The latest innovations emerging from fashion weeks
Fashion week is a biannual opportunity for designers to invite people into their creative world, test new ideas and stage a fashion spectacle that can easily go viral. It’s also a far-reaching and accessible platform to present the latest innovations that can challenge the system and rethink the industry in a more sustainable way.
By Morgane Nyfeler01 novembre 2022
At Paris Fashion Week end of September, Sébastien Meyer and Arnaud Vaillant closed their Spring/Summer 23 show by spraying Bella Hadid wearing only a nude underwear with a liquid that instantly turned into a white dress. Reminiscent of Alexander McQueen’s 1999 show where a robot spray-painted a dress live on the catwalk, that scene created a buzz everywhere and became one of the most talked-about moments of the season.
But while social media went on fire, climate conscious viewers questioned the scientific characteristics given to the performance and criticised the technique using a liquid containing synthetic fibres in a fossil-based polymer solution that consequently harms the environment and the wearer’s skin. The technology moreover isn’t ground-breaking as it was developed in 2013 by scientist and designer Dr Manel Torres of Fabrican. So what Coperni’s creative director described as new and fun loses its excitement at the expense of the planet and for the sake of a deceiving marketing trick.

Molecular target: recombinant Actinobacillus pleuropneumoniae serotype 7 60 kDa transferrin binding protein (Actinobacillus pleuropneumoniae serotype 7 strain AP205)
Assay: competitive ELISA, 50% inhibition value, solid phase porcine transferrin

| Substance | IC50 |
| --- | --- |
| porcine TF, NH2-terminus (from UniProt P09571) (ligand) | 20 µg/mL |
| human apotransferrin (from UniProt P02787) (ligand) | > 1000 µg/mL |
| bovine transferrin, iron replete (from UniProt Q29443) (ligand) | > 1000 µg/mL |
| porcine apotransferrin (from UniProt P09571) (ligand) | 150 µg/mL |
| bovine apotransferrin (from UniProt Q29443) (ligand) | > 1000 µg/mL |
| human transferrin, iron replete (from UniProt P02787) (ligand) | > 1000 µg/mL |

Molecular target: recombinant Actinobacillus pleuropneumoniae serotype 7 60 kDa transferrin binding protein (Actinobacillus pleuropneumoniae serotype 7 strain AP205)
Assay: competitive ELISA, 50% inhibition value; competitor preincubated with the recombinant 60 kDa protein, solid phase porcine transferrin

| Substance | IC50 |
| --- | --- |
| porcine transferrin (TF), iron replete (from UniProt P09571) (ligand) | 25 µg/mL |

Environmental concerns inform luxury brands
To continue reading this articles, subscribe now
CHF 10.- per month / CHF 99.- per year
- Unlimited access to all paid content
- Industry analysis you won't find anywhere else.
- In-depth case studies on key business challenges.
- Academic analyses, studies and publications written by professors and researchers from the Swiss Center for Luxury Research and some foreign universities.
- Members-only events to grow your knowledge and network.
Share the post
« Most Swiss export products can be associated with luxury »
Nicolas Bideau, director of Presence Switzerland and the country’s ambassador abroad, believes that luxury has no choice but to bet on sustainability. He talks about the values that make Made in Switzerland a quality label on an international scale. Even in times of crisis.
« Non-essential sectors will benefit from the metaverse”
The need for dematerialisation is advancing rapidly and the recent actions of the luxury sector in the metaverse are an illustration of this. Canadian sociologist and specialist in connective intelligence Derrick de Kerckhove gives some key insights.
Be notified of the latest publications and analyses